Cod has been on the top 10 seafood list in America for the last five years. Famous for its mild taste, firm texture and big flakes, it lends itself to be cooked in a variety of ways such as baking, broiling, poaching or frying, its commonly dipped in batter and fried in the UK and eaten with chips.
The Alaskan cod season opened on August 15th this year in Alaska’s Bering sea, it has a limit of 36,000 metric tons or over 79 million pounds. Then later in in September the Gulf of Alaska’s season opens with an additional 20,000 metric tonnes or 44 million pounds for harvest.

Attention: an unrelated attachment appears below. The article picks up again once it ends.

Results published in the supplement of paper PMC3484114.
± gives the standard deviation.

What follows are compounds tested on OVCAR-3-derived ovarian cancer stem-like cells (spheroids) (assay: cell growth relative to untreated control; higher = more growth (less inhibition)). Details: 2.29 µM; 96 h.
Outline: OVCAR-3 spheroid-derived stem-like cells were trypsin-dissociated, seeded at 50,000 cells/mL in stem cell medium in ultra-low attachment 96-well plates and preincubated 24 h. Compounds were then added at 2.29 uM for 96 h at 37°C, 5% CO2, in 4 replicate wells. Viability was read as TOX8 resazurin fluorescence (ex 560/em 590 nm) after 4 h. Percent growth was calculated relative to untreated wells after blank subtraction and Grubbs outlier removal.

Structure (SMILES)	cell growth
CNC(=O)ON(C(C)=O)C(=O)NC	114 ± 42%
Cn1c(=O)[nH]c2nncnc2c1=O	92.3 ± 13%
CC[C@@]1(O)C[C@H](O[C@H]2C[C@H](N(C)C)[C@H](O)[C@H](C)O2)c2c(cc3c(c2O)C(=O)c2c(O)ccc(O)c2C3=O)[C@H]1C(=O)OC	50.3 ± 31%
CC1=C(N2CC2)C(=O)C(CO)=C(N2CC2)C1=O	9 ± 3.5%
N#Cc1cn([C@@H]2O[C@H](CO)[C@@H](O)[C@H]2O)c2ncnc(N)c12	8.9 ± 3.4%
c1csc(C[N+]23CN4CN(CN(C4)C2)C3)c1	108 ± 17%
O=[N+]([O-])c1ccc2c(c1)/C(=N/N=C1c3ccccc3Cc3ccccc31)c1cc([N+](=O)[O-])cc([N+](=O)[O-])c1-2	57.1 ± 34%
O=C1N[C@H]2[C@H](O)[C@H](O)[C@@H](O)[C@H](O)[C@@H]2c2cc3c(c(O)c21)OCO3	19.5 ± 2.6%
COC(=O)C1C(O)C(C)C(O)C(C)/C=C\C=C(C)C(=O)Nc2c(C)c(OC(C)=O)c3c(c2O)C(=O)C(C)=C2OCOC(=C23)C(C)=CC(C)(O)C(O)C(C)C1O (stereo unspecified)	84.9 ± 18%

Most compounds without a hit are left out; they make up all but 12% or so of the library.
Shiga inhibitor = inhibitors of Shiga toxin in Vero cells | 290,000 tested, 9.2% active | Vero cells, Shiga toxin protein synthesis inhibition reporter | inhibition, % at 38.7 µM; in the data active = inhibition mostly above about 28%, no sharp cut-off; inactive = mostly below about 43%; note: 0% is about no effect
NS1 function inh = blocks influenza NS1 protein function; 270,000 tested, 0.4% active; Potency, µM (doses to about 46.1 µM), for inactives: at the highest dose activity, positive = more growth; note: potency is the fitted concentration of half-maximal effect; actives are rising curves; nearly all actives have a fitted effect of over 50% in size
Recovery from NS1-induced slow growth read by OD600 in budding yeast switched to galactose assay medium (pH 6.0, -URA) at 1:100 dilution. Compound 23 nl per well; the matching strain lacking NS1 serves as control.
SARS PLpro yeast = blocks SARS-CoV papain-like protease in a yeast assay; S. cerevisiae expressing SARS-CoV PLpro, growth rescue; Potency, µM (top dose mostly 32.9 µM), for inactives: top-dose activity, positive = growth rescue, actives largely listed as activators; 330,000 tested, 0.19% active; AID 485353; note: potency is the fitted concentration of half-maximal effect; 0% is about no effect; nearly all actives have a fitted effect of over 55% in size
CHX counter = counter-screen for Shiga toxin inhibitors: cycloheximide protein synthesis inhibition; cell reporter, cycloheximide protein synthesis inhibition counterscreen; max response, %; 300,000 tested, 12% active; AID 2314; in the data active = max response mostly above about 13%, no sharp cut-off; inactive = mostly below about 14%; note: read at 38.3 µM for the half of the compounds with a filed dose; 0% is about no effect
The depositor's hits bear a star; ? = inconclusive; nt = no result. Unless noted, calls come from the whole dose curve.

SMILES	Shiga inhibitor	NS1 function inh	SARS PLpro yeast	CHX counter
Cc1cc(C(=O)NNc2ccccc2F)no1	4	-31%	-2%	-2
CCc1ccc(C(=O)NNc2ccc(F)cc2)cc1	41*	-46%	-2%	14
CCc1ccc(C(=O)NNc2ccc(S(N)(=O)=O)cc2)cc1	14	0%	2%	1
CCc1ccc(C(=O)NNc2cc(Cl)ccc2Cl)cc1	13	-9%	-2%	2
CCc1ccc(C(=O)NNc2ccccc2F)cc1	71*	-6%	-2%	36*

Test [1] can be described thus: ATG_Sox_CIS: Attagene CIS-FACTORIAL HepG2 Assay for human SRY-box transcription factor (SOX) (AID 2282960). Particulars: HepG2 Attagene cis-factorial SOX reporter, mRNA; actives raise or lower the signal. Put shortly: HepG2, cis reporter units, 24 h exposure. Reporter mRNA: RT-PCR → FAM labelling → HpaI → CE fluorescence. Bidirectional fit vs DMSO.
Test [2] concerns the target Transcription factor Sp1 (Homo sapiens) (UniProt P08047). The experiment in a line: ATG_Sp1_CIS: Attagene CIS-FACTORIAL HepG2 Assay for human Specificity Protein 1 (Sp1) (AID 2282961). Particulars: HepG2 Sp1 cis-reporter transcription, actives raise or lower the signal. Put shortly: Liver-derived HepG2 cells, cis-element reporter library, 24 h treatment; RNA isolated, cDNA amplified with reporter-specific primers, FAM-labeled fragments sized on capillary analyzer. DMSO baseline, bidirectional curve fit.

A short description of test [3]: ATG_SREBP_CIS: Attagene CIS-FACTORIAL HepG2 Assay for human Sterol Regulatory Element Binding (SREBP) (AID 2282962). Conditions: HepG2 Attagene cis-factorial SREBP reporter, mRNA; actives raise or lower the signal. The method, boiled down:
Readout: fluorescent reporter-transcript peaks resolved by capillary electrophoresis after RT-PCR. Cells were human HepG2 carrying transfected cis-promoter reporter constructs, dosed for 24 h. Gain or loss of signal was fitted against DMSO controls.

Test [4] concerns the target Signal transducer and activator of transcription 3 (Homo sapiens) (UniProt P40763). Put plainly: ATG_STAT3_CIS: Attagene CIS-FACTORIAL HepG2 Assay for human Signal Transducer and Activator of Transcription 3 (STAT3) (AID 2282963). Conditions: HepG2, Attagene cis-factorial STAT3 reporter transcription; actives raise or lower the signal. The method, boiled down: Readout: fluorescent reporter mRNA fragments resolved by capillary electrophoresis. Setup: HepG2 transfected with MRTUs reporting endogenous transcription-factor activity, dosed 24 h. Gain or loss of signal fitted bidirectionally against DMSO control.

Interestingly, 95% of the cod eaten in the US is caught in the Pacific with the most common place being Alaska. Thankfully Alaska’s Cod supply is abundant and sustainable thanks to good management practices-this is not the case in the UK, Canada and other Atlantic countries where cod is in danger of being over fished.
Cod is a great source of protein. In fact, a 3.5 ounce serving contains 22g and only 105kcal and less than 1g of fat. It is also an excellent source of omega 3 fatty acids, a good source of phosphorus, niacin and vitamin B12. The livers of cod are processed to make cod liver oil, rich in vitamin D, Vitamin A and Omega 3 fatty acids.
So why not try this wonderful and most versatile fish all the while knowing it is in good supply.